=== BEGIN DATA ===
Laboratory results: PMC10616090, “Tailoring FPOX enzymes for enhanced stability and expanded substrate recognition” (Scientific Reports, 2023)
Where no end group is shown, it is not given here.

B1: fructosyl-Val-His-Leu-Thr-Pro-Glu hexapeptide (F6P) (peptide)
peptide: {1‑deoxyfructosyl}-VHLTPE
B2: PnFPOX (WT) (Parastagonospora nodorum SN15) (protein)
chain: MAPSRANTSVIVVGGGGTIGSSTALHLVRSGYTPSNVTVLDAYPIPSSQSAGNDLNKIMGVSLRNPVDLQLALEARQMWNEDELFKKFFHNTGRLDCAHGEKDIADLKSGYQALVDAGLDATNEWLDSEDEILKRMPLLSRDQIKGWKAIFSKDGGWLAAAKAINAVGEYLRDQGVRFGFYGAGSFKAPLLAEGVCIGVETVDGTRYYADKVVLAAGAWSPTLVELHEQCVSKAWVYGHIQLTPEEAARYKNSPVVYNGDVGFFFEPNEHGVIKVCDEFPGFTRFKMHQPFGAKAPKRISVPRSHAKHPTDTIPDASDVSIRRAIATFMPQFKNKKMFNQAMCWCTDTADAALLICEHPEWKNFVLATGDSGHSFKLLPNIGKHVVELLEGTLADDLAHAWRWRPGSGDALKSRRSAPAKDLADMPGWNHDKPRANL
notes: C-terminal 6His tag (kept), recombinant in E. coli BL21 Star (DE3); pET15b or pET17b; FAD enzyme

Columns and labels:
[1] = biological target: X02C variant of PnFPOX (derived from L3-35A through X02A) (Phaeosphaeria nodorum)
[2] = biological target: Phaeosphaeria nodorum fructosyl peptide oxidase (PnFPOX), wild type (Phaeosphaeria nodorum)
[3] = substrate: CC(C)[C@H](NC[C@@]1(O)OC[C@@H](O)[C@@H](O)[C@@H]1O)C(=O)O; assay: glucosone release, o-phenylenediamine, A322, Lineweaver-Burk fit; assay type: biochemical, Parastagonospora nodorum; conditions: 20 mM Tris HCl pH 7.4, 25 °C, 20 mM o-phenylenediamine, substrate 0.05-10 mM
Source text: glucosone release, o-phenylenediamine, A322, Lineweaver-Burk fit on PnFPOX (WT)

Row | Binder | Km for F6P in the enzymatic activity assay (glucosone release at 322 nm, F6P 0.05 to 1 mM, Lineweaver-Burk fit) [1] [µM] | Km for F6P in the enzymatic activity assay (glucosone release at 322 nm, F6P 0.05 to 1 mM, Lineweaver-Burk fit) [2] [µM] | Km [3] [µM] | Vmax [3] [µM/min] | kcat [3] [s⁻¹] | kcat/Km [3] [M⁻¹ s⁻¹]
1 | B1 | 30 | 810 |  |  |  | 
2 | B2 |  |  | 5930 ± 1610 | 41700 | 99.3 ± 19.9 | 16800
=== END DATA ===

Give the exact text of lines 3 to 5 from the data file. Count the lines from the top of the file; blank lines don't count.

B1: fructosyl-Val-His-Leu-Thr-Pro-Glu hexapeptide (F6P) (peptide)
peptide: {1‑deoxyfructosyl}-VHLTPE
B2: PnFPOX (WT) (Parastagonospora nodorum SN15) (protein)